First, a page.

Why Bother Thinking About Divorce?

Why Bother Thinking About Divorce?

There was a time when I toyed with the idea of divorcing my husband. We’d been married for three years, we’d just had our first child, and were in the process of building our home. I still liked my husband, but I doubted I could spend the rest of my life with him. 

Marriage, like building a house, required more fortitude, endurance and hard work than I’d anticipated. Both involved the practice of patience—not one of my natural virtues. Also, there were compromises to be made— impossible for an inflexible, idealist like myself. Inconveniences also abounded—no running water or electricity and at times impasses in our communication with each other.  

The knight in shining armor, whom I thought I’d married, had not delivered me into a beautiful castle, or the blissful happiness I’d imagined in marriage. Instead, I’d stepped into a world of trying circumstances which for me, equated to ligament reasons for leaving.  

Thankfully though, I came to my senses before I made any regretful decisions. I did not leave an imperfect relationship, walk away from our marriage, or separate myself from the unfinished business of our house. Instead, I severed myself from the idea of divorce.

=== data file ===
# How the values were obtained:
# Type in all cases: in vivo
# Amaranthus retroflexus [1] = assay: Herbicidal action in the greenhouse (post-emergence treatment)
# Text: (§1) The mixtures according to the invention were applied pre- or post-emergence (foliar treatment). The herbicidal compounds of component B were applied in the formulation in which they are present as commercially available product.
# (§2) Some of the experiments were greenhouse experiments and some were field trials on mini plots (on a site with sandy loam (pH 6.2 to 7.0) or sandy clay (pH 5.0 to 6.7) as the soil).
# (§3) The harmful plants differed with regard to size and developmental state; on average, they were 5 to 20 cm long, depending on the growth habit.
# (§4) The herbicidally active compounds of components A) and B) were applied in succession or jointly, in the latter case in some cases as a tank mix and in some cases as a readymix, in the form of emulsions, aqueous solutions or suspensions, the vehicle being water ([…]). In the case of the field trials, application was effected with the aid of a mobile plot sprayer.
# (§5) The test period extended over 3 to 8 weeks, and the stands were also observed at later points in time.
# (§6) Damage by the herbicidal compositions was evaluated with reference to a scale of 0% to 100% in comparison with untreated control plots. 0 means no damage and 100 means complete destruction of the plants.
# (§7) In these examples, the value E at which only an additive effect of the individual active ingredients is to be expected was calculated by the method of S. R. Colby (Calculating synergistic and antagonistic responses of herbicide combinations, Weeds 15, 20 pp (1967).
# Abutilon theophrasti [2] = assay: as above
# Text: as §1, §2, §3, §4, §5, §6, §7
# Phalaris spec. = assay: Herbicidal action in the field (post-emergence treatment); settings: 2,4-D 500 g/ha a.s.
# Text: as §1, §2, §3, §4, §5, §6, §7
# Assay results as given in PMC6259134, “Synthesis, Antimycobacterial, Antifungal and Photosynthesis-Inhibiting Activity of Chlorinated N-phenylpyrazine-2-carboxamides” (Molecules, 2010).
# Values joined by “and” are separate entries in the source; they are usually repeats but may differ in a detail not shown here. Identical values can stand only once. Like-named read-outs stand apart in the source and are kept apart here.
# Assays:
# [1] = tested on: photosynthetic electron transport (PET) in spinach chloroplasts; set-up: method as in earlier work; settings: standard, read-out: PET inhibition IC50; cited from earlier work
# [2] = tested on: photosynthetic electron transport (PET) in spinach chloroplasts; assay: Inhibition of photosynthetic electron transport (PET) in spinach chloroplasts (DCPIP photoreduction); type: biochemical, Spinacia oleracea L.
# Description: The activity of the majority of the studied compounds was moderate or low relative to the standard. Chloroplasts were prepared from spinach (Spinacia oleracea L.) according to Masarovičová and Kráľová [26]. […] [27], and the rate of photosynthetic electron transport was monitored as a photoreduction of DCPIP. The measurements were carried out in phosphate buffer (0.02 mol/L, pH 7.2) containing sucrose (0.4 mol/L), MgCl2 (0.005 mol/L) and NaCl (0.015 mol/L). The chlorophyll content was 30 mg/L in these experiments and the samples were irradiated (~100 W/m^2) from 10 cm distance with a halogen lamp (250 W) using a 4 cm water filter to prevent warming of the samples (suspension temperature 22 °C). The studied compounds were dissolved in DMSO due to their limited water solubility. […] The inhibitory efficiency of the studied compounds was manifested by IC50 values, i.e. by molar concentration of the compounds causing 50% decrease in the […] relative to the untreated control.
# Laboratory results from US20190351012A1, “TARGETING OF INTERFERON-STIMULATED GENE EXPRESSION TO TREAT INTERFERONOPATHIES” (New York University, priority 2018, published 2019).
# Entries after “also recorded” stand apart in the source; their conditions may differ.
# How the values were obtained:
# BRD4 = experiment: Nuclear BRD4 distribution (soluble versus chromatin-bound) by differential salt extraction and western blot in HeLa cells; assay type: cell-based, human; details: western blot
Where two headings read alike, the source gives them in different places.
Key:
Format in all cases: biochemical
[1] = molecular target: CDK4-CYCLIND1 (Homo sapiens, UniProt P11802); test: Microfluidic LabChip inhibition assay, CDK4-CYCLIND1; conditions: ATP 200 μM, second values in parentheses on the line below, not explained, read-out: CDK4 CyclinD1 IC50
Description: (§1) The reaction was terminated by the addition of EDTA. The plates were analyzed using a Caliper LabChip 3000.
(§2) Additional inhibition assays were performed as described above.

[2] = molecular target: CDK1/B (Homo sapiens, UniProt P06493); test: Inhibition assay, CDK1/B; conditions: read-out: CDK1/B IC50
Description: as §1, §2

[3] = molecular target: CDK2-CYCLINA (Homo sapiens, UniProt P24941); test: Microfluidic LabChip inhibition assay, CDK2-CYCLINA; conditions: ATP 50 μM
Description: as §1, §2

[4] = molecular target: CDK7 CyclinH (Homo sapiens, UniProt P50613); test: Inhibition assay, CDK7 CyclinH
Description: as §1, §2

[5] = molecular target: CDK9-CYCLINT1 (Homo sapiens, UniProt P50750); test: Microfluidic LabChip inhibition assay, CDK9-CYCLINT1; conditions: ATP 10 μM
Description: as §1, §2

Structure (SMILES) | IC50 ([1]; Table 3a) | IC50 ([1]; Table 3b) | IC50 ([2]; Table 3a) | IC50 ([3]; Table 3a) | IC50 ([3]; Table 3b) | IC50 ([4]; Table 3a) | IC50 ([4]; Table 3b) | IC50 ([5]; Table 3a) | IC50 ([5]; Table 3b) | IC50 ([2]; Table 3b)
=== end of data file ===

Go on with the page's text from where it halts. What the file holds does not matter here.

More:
Repudiating Our Thoughts

  On my wedding day, I’d walked down the aisle with a mind filled with uncertainties and fears. Though I’d fallen head over heels for the tall, lean, blue-eyed and soft-spoken man who had proposed marriage to me, I had my doubts. Was he completely trustworthy? Did he really love me? What if he left me? Before I stood beside my husband-to-be in front of our small crowd of witnesses, I’d made a promise to myself. If marriage did not work out, I could always get a divorce. 

The idea of divorce was my escape hatch, my ace in the hole, a resource and private vow I kept in my back pocket just in case I needed it. After three years of marriage, I pulled it out and examined it closely. Was it a pledge I wanted to keep? Was the vow a good one? Did it line up with my present values? 

I had to admit it was a promise I’d made in haste, and with fear, one which no longer fit who I aimed to be. If I wanted to commit to marriage it required me to close my escape hatch and discard the previous promise I’d made to myself about having a perfect relationship or else…  I decided to sever my idea with divorce instead of my relationship with my husband. 

Why bother thinking about divorce? Sometimes it is worth thinking about the erroneous pledges and vows we commit ourselves to and instead, divorce ourselves from them instead of from the people who love us.